reasonable at all times, and the corresponding sanctions for violations
thereof, when prescribed, must be commensurate thereto as well as to the
degree of the infraction. Given that Balais' preference on who will assist
him is based on the junior stylists' competence, the same should have been
properly taken into account in the imposition of the appropriate penalty for
violation of the rotation policy. Suspension would have sufficed to caution
him and other employees who may be wont to violate the same policy.
In adjudging that the dismissal was grounded on a just and valid
cause, the totality of infractions or the number of violations committed
during the period of employment shall be considered in determining the
penalty to be imposed upon an erring employee. 16 Let it not be forgotten that
what is at stake is the means of livelihood, the name, and the reputation of
the employee. To countenance an arbitrary exercise of the management's
prerogative to terminate an employee is to negate the employee's
constitutional right to security of tenure.


!vlerin v. National Lahor Relations Commission, 590 Phil. 596, 602 (2008).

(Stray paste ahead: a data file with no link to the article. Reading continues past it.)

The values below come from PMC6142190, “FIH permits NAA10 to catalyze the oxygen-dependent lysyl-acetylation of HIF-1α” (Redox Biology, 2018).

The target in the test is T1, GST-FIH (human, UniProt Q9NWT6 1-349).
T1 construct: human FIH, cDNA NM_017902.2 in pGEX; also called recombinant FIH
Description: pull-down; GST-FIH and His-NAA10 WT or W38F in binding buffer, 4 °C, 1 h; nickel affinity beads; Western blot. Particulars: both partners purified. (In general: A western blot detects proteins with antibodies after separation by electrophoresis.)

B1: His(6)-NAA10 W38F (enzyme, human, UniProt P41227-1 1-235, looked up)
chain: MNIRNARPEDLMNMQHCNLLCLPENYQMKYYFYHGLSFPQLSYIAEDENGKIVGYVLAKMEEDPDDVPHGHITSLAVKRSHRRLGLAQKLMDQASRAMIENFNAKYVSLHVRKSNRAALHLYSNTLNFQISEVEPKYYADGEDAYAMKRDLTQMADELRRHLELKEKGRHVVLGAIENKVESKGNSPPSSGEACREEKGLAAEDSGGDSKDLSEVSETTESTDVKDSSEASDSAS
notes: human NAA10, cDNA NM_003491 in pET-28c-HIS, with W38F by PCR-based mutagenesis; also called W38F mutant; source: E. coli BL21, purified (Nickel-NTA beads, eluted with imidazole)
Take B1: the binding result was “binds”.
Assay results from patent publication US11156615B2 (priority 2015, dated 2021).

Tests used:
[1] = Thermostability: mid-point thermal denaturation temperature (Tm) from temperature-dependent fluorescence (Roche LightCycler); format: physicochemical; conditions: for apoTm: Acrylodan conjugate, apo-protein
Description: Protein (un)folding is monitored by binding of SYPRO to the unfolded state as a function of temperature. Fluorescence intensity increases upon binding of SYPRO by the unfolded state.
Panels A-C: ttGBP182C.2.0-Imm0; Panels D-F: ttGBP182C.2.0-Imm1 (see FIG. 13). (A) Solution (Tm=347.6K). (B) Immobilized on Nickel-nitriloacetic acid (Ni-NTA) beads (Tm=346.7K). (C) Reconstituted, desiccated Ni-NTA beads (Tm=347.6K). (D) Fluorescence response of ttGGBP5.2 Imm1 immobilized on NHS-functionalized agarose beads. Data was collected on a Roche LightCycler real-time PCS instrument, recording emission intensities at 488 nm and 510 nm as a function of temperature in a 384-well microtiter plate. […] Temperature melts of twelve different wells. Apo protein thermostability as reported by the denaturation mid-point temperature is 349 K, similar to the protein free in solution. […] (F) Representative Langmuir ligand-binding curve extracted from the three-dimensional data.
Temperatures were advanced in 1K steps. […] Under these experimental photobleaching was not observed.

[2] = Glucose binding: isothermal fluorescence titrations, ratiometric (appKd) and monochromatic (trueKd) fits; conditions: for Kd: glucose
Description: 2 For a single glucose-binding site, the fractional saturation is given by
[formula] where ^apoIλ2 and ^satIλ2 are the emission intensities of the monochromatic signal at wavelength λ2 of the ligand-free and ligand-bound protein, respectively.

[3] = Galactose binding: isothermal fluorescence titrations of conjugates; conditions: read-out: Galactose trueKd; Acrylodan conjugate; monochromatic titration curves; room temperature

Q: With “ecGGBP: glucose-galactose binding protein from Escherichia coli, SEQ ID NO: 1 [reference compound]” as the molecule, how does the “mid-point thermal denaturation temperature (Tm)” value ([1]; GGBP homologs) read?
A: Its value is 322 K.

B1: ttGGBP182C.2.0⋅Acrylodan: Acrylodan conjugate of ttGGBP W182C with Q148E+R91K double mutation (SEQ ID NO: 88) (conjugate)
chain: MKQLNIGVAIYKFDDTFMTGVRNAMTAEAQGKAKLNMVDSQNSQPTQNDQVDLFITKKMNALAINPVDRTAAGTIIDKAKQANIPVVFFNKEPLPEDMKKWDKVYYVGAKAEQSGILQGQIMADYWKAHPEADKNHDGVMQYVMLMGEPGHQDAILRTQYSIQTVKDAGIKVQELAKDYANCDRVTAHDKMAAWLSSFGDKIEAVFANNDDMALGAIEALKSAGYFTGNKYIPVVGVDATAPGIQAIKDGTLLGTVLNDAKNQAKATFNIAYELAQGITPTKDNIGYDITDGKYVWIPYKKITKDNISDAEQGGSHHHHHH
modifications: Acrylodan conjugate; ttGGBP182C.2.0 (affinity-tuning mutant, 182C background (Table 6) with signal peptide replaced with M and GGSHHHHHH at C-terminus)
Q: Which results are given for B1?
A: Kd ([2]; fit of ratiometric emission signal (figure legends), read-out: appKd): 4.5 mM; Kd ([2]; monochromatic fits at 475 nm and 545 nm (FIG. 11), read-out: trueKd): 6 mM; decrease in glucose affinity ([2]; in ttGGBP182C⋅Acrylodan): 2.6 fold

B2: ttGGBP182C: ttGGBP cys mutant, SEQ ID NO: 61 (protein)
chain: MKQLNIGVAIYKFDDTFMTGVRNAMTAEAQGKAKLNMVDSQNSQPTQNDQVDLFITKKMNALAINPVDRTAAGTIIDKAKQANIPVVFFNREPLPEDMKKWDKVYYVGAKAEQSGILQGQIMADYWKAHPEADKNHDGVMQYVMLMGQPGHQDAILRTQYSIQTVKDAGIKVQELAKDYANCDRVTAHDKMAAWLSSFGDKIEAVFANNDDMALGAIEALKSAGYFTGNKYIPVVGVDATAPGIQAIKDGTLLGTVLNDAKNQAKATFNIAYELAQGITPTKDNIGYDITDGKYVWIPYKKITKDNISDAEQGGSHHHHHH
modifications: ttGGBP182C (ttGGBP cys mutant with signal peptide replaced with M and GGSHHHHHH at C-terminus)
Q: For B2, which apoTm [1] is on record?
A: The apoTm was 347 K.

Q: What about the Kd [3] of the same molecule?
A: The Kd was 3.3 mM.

G.R. No. 196557

Whether the dismissal was effected with

due process of law.
Under Article 277(b) of the Labor Code, the employer must send the
employee who is about to be terminated, a written notice stating the cause/s
for termination and must give the employee the opportunity to be heard and
to defend himself.
Article 277 of the Labor Code provides, inter alia:
(a) xx x
(b) Subject to the constitutional right of workers to security of tenure and
their right to be protected against dismissal except for a just and
authorized cause and notice under Article 283 of this Code, the employer

shall furnish tile worker whose employment is sought to be terminated a

written notice containing a statement of causes for termination and shall
afford the latter ample opportunity to be heard and to defend himself
with the assistance of his representative if he so desires in accordance
with company rules and regulations promulgated pursuant to guidelines
set by the Department of Labor and Employment. x x x

In particular, Rule XXIII, Book V